Growing up with a Dutch Heritage in West Michigan, I could verify several things in the article.

The story of the Netherlands’ centuries of struggle against water is written all over its boggy, low-lying landscape. Windmills pumped water out of sodden farmland and canals whisked it away. Dikes stopped more from flooding in.

Boy Howdy!

Working in all that boggy land, why do think we wore those wooden shoes!

Mr. Zhong interviewed a Dutch Farmer names Peter van Dijk, who grew, what else. blueberries!

Mr. Zhong also interviewed Gertjan Zwolsman, a policy adviser and researcher at Dunea, a drinking-water company who, in a comment about the bog land now garden spot of Europe as saying, “There is nothing natural about the Netherlands.”

Lastly, Mr. Zhong quotes Mr. van Dijk again, saying “Changing farmers’ minds can be delicate work, “Dutch people don’t like to be told what to do.”

NO KDDING!

10.5.2022 – heartsick with horror

heartsick with horror
to endure infinite
misunderstanding

Adapted from the short passage in the book, Look Homeward Angel by Thomas Wolfe (Charles Scribner’s Sons, New York, 1929) that reads:

Lying darkly in his crib, washed, powdered, and fed, he thought quietly of many things before he dropped off to sleep – the interminable sleep that obliterated time for him, and that gave him a sense of having missed forever a day of sparkling life. At these moments, he was heartsick with weary horror as he thought of the discomfort, weakness, dumbness, the infinite misunderstanding he would have to endure before he gained even physical freedom.

Heartsick with weary horror.

Discomfort.

Weakness.

Dumbness.

The infinite misunderstanding.

From the pen of Mr. Wolfe (and the editing of Maxwell Perkins), these are the musings of an infant child in a crib.

An infant with all of life to look forward, or at least, look ahead, to an entire life filed with discomfort, weakness, AND dumbness.

The infinite misunderstanding that would have to be endured.

Only to get worse with time.

Only to get worse with age.

As Big Bill put it:

And all our yesterdays have lighted fools. the way to dusty death. (Macbeth, Act 5 Scene 5)

Still can hear the line from the book, “Shoeless Joe” that says: “I wish I had your passion … However misdirected it may be, it is still a passion. If I had my life to live over again, I’d take more chances. I’d want more passion in my life. Less fear and more passion, more risk. Even if you fail, you’ve still taken a risk.

But more drawn to the line from the movie, Field of Dreams that states: “The man’s done enough. Leave him alone.

3.30.2022 – just ‘not right’ you know?

just ‘not right’ you know?
touch of the flu, a slight sprain
a tad overwhelmed

I am not sure how bad a ‘touch’ of the flu is.

I am not sure how bad a ‘slight sprain’ is.

How much overwhelmed is a ‘tad overwhelmed’?

You got the flu or you don’t.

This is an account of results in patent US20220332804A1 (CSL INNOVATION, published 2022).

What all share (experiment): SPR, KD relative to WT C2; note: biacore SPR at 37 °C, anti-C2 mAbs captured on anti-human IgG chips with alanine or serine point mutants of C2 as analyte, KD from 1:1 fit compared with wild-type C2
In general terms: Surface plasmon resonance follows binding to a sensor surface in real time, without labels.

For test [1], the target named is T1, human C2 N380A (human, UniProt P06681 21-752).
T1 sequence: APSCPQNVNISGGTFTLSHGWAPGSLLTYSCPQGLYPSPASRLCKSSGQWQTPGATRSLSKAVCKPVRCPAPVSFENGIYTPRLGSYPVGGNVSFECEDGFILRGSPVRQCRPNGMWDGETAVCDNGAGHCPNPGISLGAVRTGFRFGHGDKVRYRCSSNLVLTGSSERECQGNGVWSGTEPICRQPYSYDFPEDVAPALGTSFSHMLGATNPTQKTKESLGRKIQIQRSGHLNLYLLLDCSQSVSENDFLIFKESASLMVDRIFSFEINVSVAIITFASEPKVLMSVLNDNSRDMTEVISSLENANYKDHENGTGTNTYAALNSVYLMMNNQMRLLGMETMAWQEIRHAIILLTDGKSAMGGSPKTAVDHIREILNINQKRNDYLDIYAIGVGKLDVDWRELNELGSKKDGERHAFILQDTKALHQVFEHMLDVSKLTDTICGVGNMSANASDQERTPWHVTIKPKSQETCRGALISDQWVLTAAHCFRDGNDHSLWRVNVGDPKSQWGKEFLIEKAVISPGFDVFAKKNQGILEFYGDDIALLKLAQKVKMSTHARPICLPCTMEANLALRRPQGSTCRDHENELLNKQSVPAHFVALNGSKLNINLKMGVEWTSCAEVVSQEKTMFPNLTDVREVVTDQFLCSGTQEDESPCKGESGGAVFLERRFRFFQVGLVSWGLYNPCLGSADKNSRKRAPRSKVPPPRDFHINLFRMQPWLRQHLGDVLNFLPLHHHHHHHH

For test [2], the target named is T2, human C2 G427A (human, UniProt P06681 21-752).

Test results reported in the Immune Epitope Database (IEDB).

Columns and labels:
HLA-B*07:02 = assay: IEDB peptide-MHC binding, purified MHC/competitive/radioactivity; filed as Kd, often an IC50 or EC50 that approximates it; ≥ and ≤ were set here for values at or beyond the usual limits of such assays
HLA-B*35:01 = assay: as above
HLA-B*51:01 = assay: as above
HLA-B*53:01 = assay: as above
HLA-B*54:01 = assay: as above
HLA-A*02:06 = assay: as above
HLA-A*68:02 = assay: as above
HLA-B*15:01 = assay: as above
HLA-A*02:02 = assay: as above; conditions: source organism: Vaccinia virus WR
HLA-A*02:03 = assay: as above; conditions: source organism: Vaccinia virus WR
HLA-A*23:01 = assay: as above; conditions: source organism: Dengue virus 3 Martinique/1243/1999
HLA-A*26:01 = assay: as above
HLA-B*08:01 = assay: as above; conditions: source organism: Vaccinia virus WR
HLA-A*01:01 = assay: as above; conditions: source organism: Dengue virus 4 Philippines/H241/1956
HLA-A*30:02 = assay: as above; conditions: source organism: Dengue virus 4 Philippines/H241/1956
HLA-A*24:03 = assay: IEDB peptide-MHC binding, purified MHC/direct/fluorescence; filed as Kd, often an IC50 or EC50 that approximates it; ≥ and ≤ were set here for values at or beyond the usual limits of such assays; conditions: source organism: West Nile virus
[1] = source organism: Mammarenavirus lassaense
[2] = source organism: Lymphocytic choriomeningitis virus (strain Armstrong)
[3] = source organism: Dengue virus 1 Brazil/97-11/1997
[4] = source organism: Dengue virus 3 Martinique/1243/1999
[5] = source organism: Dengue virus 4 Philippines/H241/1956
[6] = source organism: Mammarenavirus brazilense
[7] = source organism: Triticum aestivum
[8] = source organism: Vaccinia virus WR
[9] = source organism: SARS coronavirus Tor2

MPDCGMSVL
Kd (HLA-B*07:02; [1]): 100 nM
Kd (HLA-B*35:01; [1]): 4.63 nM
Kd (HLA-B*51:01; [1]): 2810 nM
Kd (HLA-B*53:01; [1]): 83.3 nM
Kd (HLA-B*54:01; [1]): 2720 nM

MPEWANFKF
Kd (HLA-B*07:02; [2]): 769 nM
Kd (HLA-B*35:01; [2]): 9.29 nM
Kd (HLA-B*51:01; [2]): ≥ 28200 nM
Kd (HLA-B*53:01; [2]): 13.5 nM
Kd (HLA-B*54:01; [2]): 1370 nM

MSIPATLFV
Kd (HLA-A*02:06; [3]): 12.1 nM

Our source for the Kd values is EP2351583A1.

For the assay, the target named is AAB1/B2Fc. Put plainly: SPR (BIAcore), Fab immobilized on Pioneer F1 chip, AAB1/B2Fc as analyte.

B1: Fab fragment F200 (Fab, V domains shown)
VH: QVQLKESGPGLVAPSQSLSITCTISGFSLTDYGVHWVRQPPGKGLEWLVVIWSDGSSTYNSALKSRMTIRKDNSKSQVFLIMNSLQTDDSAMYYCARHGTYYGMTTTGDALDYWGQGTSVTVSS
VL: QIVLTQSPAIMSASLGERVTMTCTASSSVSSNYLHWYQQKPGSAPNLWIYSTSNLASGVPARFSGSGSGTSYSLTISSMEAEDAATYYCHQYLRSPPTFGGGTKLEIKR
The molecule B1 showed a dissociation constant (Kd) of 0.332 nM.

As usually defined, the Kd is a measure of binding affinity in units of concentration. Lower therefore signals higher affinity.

It’s sprained or it’s not.

If things get worse, are you more overwhelmed?

Then just ‘not right’ does seem to work.

It is not right.

It is not what I would choose.

Is it not all the way to being wrong, well, gee whiz.

Then I think of this line from Wobegon Days, by Garrison Keillor.

When I was a boy, if I came around looking glum and mopey, [my mom would say], “What’s the matter? Did the dog pee on your cinnamon toast?” and the thought of our old black mutt raising his hind leg in the pas de dog and peeing on toast made me giggle.

Well it might be just ‘not right’ but no dog climbed up on the table and peed on my toast.

And the picture does make you laugh.

And I don’t feel so fluish.

My ankle doesn’t hurt.

And I seem to hold off the incoming tide for a bit.

And I’ll go make some toast.

Growing up in Grand Rapids, Michigan, in a family of 11 kids, we all had our days and we all had our favorite things to do.

My little brother Pete loved to have toast for a snack, morning, noon and night.

We could be watching TV and Pete was gone soon to return with a plate of two pieces of cinnamon toast.

It could be late at night.

Middle of the afternoon.

For some reason it was those moments when our family would return from being somewhere, anyway, the store, a family party, church or anything where we were all gone and we would pile out of the car in fall into the house and Pete would make a beeline for the bread box and the toaster that stick in my mind.

We all knew about his habit.

And we all knew when he made toast.

We all knew because Pete never ever, so far as I know and I will have to check with his kids, learned how to operate a toaster.

Or, Pete like burned toast.

For him, the smell of burning toast was the signal the toast was done.

I don’t know what you remember about your home as a kid but in the days before people started burning popcorn in a microwave, there was few household smells worse than burning toast.

I came to hate and still hate that smell.

I would see Pete get up with the ‘I need toast’ look in his eye and start feeling just ‘not right’ right then.

It made me sick though I am not sure if it was the smell or worrying that I would have to smell it the rest of the night.

And then Pete would get up and burn some more toast.

He would come back to the TV room with his plate of charcoal and I would ask him, why, why do have to burn it.

I think I even offered to make toast for him.

I can smell it to this day.